Last week I took a friend on a favorite drive through the Cotswolds. It's a journey I've taken lots of visitors on, as it takes in several picturesque spots in the most picturesque part of southern England. The Cotswolds, which defy a geographical explanation, are an area of quaint English villages characterized by the use of Cotswolds stone--ranging from buttery yellow in the south to deep gold in the northern Costwolds. The gentle hills are dotted with sheep, while the low points are bisected with swift rivers and streams, a gathering place for swans and herons.
This particular journey begins at Chedworth Roman Villa and carries on across the A429 to Bibury, by way of single track roads. If you're one of those people who avoid single track roads, just stop reading right now. There is simply no way to properly appreciate the Cotswolds if you're afraid of single-track roads. There's never much traffic, and the few farm trucks and cars you encounter will pull over in a convenient spot when they see you coming, unless you've pulled over first. Generally, the car closest to a wide spot will do the pulling over—be sure to wave your thanks as you pass.
Single-track roads have no names, but road signs are posted at every intersection naming the villages (hamlets, really) that lie in each direction. Since these roads wind through the Cotswolds (and all of rural England) like a thin thread in a patchwork quilt, you'll come across many such intersections. On a map (which I highly recommend over a GPS navigation system), the roads will be gray instead of colorful like a major road. That's why I refer to them as "gray roads" and my motto is: Always take the gray roads. Unless, of course, you're in a hurry.
But "hurry" takes on a different meaning when villages and churches and inns in the Cotswolds have been around hundreds of years. You won't see much modern architecture in the Cotswolds. The building style is pretty much stuck in the medieval period, when wool financed the churches that were often built directly on smaller Saxon churches. On my journey, I make sure to stop at the Church of St Andrew in Coln Rogers. (Coln is the name of the nearby river, whose meandering way I roughly follow on this particular route.)
The small Saxon church contains a simple nave and chancel, with a baptismal font in the rear. The graveyard is full of moss covered stones, many of them unreadable. Inside the entrance porch, you might find a few jars of marmalade for sale via the trust system, or some produce from someone's garden. Just imagine, churches that were once funded by the lucrative wool trade now subsist on a few squash!
I like to stop a few more times before I reach the bustling village of Bibury. When the road crosses the river, I almost always spot a heron downstream, posing for a photo. This time, we spotted a whole flock of herons, wading by the swollen river.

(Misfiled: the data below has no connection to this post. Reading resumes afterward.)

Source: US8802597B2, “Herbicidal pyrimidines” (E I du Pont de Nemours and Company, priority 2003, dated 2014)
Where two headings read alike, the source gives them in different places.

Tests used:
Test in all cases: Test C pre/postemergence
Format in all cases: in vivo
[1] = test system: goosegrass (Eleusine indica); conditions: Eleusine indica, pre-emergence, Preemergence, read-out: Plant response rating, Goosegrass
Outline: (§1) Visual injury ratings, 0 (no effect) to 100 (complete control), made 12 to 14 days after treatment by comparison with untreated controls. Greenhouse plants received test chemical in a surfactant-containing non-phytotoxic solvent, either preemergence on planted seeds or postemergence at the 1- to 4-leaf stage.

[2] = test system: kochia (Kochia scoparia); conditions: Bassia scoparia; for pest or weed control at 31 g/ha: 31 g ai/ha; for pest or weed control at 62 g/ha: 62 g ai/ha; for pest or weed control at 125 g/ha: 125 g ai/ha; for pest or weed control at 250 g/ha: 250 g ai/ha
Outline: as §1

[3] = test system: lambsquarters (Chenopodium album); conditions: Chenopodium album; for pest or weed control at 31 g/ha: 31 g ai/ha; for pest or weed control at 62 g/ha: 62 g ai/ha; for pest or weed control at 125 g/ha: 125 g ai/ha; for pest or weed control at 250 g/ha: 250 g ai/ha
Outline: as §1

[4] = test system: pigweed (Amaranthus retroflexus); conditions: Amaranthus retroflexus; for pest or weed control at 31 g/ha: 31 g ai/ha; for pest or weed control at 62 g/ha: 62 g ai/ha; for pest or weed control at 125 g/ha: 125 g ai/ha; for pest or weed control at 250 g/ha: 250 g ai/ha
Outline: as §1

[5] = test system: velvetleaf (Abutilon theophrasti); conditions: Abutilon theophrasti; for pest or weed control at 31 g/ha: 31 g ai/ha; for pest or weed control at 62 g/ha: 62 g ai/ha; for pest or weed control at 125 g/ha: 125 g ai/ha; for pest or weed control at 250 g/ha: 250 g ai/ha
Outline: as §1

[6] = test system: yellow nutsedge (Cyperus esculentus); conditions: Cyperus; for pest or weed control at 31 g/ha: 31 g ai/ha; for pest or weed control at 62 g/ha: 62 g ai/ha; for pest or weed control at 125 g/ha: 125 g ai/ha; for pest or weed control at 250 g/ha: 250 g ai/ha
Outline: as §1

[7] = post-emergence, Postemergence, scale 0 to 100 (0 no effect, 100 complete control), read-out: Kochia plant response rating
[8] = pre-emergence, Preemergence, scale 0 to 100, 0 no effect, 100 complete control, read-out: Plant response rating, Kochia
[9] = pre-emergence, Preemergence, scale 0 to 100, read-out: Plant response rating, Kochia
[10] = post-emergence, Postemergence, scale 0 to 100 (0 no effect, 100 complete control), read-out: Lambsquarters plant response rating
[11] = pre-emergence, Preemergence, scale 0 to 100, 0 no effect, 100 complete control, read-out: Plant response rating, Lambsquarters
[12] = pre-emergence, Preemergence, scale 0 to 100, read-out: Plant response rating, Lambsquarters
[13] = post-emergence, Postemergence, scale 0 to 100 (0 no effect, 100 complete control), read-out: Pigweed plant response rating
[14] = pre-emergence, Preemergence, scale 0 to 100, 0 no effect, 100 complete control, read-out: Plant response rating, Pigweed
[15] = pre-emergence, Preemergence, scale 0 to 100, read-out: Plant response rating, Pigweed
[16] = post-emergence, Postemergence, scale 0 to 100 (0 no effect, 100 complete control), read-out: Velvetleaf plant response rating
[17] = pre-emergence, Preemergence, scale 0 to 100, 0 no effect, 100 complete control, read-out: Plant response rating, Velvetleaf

Another favorite spot for a picture taking is in the village of Ablington, where the River Coln and a thick stream join before flowing through Bibury. I've decided the luckiest people in the world live in this very spot, with the pretty river flowing by their back garden.
And finally, Bibury, where sustenence can be arranged at the Inn there. But don't just admire the village from the windows of the inn. I've explored pretty much every inch of Bibury during my many visits—it's not very big, just a few dozen cottages and a lovely church.
Follow the river, past Arlington Row (a favorite spot for photographers) and around the curve and down a lane to the church yard of St Mary's. Roses are planted in strict rows, but if you walk past the roses and look on the west side of the church, you'll see the Saxon grave stone imbedded in the wall. This interlocking circle pattern is repeated inside the church, etched in the new (since I was there last) glass entrance and the alter cloth (which, we were told on a previous visit, had been stolen).
This time when we arrived, we were greeted eagerly by the vicar, who thought we were with the wedding party that was expected. But instead of blowing us off when he learned we were only tourists with American accents, he answered our questions about the church, pointed out the "new" parts (built in the 1500s) as well as the original Saxon structure.
If you began your journey at the Roman Villa in Chedworth, you'll find that it's around 5:30 now, and time to head back toward Oxford (about 20 minutes from Bibury, via red and green roads, i.e. B and A roads) and London (by way of the blue road—the motorway). From 4th century Roman Chedworth to the Saxon and medieval villages of Gloustershire, to the modern motorways surrounding London—all in one colorful day.
More photos here.
Driving route: From London, take the M40 to junction 8. Continue on the A40 around Oxford's ring road and keep going as you enter the Cotswolds somewhere west of Oxford. At the A429 turn south (left) and at the signpost for the Roman Villa, turn right. Continue to follow the signs until you reach the National Trust property.
From there, make your way back to the A429. Find a turn for Fossebridge and head toward Fossebridge, then Coln St Denis, Coln Rogers, Ablington, and then Bibury. From Bibury, take the B4425 out of town toward the A40 and then turn right to Oxford. From there the way will be clearly signposted to London.